Mike Schmidt: I didn’t see any other questions. Antoine, I saw you had some follow-up in the thread. I don’t know if you want to comment on that.

Antoine Poinsot: Yeah, maybe. Am I unmuted? Can you hear me?

Mike Schmidt: You were speaking and then muted, now you’re back.

Antoine Poinsot: Okay, yeah, because I don’t see it on the UI. Okay, yeah, maybe that’s interesting to people. So, I refreshed my memory about the original attack, and I also realized that it was not the question that Murch was asking. So, Murch asked, “If there is going to be a duplicate of a coinbase transaction in the future, what would happen?” So, what would happen is that the block would be invaded because if we don’t do anything else, Bitcoin Core is going to perform still the BIP30 validation, which is a little bit expensive. It requires to go through the whole list of transactions in the block before processing it and verifying that none of these transactions already exist as in the UTXO set. It means that you can have a duplicate if all of its outputs have been spent in the past. So, the rule for BIP30 is that there exists no unspent transaction with the same txid.

Then, just to add a little bit of history, maybe I can talk about the original attack described by Russell O’Connor in his Overheating Economy post, which was actually in 2012. I was wrong again on this one, not in 2011. And so, the original attack is that if you can override a coinbase transaction in the past, you can override the height, the confirmation height of the UTXO. So, coinbase transactions cannot be spent before 100 blocks, but you can overwrite the txid of the transaction which spends the coinbase transaction as well. So, let’s say you have a transaction A, which was confirmed 200,000 blocks ago, so you can think it’s pretty reliable. This transaction is itself spent by thousands of future transactions in future blocks, well, which are past blocks from now, but later blocks. And what you can do by rewriting the coinbase transaction, and therefore this transaction, is just to recreate the UTXO and the UTXO set, but with the new confirmation height. And then, if you manage to reorg, to do a one-block reorg, and unconfirm this transaction or replace it with a conflicting transaction, you’ve effectively invalidated this transaction, which had hundreds of thousands of confirmations and all the transactions that’s dependent on it.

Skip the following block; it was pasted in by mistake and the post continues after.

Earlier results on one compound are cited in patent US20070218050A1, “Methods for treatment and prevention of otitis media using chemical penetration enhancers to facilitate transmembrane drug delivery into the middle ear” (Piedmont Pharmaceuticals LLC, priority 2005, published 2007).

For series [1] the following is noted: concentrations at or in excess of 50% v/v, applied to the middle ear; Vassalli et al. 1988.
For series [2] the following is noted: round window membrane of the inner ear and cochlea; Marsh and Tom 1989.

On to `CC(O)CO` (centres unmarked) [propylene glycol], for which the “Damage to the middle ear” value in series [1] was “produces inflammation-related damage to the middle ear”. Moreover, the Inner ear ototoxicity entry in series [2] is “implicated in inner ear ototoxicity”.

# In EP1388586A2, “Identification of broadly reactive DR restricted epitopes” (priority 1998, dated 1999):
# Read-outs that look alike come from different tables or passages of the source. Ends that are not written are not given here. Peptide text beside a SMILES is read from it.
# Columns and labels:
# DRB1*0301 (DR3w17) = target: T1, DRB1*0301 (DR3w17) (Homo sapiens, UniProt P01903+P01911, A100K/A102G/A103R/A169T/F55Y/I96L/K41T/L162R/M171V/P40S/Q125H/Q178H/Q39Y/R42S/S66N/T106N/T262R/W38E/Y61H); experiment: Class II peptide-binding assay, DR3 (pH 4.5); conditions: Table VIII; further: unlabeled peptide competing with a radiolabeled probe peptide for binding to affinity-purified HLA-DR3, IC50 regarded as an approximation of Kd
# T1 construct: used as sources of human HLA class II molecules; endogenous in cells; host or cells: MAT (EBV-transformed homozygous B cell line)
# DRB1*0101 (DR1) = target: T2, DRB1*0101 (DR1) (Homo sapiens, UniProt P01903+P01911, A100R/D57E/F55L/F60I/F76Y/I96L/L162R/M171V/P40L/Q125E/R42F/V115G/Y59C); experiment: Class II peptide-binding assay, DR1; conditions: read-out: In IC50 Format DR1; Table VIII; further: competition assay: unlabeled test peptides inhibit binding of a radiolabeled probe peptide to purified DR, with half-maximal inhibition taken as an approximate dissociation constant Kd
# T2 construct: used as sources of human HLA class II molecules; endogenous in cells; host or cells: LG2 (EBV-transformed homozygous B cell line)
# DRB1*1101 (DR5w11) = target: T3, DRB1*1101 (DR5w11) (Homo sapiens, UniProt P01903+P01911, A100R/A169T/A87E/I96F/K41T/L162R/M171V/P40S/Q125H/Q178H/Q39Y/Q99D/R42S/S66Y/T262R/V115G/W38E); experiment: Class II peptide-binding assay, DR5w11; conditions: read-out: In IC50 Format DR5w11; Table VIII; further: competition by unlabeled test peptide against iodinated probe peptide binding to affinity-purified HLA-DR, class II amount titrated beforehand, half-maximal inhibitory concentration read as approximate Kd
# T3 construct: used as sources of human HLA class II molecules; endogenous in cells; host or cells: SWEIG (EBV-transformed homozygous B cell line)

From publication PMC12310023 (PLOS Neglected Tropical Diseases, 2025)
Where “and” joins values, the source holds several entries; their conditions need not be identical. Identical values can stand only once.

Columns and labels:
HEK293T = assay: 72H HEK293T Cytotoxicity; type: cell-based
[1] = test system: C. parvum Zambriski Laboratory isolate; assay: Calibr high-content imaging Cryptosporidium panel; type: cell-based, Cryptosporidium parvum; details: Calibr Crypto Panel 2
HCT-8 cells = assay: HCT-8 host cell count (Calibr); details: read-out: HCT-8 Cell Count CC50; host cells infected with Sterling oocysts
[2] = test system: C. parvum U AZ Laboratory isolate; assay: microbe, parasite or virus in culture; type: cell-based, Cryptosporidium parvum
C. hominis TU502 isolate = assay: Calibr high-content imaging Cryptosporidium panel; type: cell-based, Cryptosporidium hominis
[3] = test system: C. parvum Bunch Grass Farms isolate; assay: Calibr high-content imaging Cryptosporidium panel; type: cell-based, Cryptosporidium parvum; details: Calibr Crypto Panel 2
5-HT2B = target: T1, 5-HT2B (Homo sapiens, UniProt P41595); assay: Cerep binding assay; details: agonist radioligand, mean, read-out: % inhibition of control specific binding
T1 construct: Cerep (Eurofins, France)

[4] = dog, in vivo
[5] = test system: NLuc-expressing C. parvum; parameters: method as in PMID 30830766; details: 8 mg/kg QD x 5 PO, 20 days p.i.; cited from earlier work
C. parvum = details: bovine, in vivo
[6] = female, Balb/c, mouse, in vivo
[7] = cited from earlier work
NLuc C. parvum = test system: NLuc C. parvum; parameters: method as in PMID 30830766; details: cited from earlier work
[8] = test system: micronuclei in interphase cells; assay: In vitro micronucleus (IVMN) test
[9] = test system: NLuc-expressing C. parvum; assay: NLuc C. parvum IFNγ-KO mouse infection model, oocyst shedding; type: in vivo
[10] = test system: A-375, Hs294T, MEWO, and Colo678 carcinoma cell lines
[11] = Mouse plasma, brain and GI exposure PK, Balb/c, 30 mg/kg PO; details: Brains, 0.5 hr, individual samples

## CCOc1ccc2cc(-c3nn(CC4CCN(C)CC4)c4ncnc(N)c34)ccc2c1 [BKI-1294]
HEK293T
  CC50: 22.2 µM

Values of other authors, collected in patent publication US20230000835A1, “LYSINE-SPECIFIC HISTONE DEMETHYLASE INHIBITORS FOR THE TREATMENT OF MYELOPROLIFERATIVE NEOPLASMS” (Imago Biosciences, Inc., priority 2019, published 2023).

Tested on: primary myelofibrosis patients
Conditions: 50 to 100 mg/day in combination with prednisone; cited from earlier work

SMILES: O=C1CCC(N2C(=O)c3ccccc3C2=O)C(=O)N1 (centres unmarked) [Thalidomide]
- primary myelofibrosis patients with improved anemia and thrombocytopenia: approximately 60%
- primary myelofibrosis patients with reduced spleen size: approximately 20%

As Russell notes in his post, there’s not really an incentive for the attacker to do that. It’s just, yeah, nobody, even if there is no incentive for it, nobody should be able to and confirm your transaction.

Mark Erhardt: So basically, by first remining the same coinbase transaction, then reorging out the block, you could delete the people’s ability to spend the outputs from the original transaction in case – wait, no, if there had been any left, BIP30 would have blocked it, so you only remove the old transaction only on the people that saw the reorg. So, it might be a net split?

Antoine Poinsot: No, no, you can’t do anything anymore. With BIP30, you can’t exploit this attack anymore. This attack was closed with BIP30, and then people realized, “Well, maybe instead of performing this expensive BIP30 validation, what if we made coinbase transactions unique?” And then, they created BIP34 to make the coinbase transactions unique. But then, actually, you can still duplicate coinbase transactions from before BIP34 activated.

Mark Erhardt: Right, so this attack seems altogether fairly theoretical, but it’s just some sort of shit-fuckery that we shouldn’t want to have in our chain. And therefore, it’s pretty reasonable that we should, at some point in the next 15 years, fix that?

Antoine Poinsot: Yes, and well, at least, if I were to propose any soft fork, I wouldn’t include it on the ground that it’s just nicer. It also allows to reduce the expense, well to avoid the expensive BIP30 validations that we have to do for every single block after block height 1,900,000, which is the case on testnet. On testnet, we went back to performing full BIP30 validation; and on mainnet, we still have the optimizations that there is no coinbase duplicate visible before block 2 million, basically. So, we still do not perform the BIP30 validation. But in 15 years, we are going to have to go back to performing full BIP30 validation if we don’t make coinbase unique before then.

Mark Erhardt: Yeah, sounds reasonable to instead require locktimes or something.

Mike Schmidt: Shit-fuckery. Now we’re going to get the explicit tag on our podcast! Thanks, Murch.

Mark Erhardt: Hey, that’ll only increase our listeners.

Mike Schmidt: It might. People will just be curious, “Why is the Optech Recap explicit?” All right, I didn’t see any other questions. Antoine, thank you for being our special guest and sticking around. Murch, thanks always to co-hosting with me and thank you all for listening.

Antoine Poinsot: Thanks for having me. Goodbye.

Mark Erhardt: Hear you next week.